Work is underway to double the capacity of Shelby County’s Mental Health Court. This vital court provides access to mental health care and other services for offenders with mental illnesses. Currently, the court has the capacity to support 50 individuals. We plan to expand to at least 100 people. It's an established program with a proven record for reducing recidivism among its participants. That's why our office put forth a plan to double the hours the Mental Health Court will hear cases and thereby double the number of people it can help. Our plan was approved by the Shelby County Commission and uses federal funds.
In addition to expanding the number of cases, we will also hire more Shelby County Government behavioral health specialists, pay for the build-out of additional space at the Walter L. Bailey, Jr. Criminal Justice Center at 201 Poplar, and provide other resources for participants. Mental Health Court was established in 2016. It is presided over by General Sessions Court Judge Gerald Skahan, with services administered by the Shelby County Division of Community Services' Behavioral Health Unit. This plan to expand the Mental Health Court would not be possible without the cooperation of our partners, Chief Public Defender Phyllis Aluko and District Attorney General Amy Weirich, and their willingness to work with us so that more nonviolent offenders have access to these life-altering services.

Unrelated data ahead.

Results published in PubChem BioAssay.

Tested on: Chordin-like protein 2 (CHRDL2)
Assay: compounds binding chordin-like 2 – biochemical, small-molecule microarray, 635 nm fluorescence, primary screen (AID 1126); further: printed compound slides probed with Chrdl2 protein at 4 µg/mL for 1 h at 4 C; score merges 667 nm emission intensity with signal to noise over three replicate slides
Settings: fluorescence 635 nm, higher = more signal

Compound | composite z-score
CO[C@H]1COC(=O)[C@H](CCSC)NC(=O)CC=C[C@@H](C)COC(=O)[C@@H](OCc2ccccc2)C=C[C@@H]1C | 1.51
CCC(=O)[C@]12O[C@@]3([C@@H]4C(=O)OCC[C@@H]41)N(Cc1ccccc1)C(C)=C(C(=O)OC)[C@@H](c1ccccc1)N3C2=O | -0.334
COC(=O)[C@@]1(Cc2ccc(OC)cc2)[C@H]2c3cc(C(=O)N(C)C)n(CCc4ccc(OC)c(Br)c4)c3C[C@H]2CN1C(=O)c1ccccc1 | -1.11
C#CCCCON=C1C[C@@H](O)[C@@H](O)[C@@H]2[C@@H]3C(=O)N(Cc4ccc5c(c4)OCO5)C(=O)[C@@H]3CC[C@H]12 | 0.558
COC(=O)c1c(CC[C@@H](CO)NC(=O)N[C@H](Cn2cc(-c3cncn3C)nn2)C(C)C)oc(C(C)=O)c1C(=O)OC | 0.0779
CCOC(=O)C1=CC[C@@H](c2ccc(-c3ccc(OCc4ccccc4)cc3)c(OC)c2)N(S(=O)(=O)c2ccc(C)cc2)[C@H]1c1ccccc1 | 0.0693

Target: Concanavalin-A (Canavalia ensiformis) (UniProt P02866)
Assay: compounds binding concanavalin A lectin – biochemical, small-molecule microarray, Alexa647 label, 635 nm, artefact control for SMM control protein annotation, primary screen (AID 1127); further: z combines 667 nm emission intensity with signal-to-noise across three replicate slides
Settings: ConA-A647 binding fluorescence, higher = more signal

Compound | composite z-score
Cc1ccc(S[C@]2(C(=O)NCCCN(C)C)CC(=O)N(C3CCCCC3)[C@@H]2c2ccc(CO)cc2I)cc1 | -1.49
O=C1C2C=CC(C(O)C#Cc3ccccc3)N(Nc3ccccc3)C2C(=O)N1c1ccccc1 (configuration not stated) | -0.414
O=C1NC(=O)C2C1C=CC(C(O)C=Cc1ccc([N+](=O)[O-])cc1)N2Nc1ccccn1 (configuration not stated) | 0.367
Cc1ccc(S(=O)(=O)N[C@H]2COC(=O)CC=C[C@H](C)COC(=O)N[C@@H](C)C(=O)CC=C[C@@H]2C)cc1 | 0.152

According to the U.S. Department of Justice, more than two-thirds of inmates in local jails have or have had a mental health problem, compared to 20% of the general population. Many of these offenders are ideal candidates for Mental Health Court. If they are non-violent, meet the criteria, and are approved by the DA’s office, those individuals are assigned a behavioral health specialist, who can help access treatment, along with other support services, like help with substance abuse, finding housing, and finding a job. Participation in the program is from 9 to 18 months, depending upon the offender's needs.
Mental Health Court balances the obligations of the criminal justice system with our obligation to help those living with a severe mental illness. We know that participants in mental health courts have lower rates of recidivism than individuals who go through the traditional criminal court process. Reducing crime and recidivism is a goal for nearly every community. Sending twice the number of people to our Mental Health Court not only helps accomplish that, it does more. It changes the lives of people who would otherwise be in and out of the criminal justice system. Instead of continuous arrests and incarcerations, they get treatment and the help they need to turn their lives around.
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